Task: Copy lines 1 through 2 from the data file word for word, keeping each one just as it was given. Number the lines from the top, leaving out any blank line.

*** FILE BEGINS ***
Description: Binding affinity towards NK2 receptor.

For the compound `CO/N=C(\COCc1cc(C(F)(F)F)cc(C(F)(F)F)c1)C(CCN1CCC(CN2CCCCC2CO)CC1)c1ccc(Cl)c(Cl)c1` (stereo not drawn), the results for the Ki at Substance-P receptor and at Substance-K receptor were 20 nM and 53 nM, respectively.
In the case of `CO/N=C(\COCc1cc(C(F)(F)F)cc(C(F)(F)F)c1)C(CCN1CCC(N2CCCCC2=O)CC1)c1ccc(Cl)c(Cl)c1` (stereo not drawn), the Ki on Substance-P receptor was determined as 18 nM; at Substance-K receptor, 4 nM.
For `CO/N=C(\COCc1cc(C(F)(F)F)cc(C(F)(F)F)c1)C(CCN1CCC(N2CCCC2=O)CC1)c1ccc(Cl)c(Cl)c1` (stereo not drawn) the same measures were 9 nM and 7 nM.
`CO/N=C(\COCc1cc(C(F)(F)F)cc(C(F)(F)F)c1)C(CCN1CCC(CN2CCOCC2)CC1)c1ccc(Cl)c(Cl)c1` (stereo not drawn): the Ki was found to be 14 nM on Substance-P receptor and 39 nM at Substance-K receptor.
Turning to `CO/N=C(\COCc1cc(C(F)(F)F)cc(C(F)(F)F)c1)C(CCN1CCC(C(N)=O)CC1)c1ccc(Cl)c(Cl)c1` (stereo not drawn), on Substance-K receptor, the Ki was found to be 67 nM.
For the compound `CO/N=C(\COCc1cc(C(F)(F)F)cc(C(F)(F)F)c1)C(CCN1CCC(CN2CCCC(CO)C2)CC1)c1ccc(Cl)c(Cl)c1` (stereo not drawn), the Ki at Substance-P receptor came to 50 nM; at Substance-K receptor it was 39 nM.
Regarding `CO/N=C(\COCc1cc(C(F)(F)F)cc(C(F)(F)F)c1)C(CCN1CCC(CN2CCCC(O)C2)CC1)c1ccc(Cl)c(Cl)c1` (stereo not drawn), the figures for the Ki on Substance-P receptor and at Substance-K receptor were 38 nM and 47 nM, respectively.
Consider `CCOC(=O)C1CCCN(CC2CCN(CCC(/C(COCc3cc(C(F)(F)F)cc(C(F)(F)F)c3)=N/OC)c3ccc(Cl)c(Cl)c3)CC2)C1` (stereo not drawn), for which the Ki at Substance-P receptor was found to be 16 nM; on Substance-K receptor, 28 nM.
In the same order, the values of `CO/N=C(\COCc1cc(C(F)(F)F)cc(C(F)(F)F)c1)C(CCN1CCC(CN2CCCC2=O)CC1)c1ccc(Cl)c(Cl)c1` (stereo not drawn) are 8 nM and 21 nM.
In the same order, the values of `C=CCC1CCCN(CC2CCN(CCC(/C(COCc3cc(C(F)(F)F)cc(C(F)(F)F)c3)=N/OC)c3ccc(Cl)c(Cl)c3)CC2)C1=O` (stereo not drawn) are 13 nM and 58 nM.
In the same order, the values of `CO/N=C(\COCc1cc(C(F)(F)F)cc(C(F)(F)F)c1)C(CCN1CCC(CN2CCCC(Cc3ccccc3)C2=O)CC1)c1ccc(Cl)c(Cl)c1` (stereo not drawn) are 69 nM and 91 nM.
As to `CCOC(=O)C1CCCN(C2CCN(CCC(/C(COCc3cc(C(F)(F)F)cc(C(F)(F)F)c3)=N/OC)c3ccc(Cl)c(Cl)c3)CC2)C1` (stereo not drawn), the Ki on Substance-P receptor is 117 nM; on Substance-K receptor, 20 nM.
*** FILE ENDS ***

Description: Binding affinity towards NK2 receptor.

For the compound `CO/N=C(\COCc1cc(C(F)(F)F)cc(C(F)(F)F)c1)C(CCN1CCC(CN2CCCCC2CO)CC1)c1ccc(Cl)c(Cl)c1` (stereo not drawn), the results for the Ki at Substance-P receptor and at Substance-K receptor were 20 nM and 53 nM, respectively.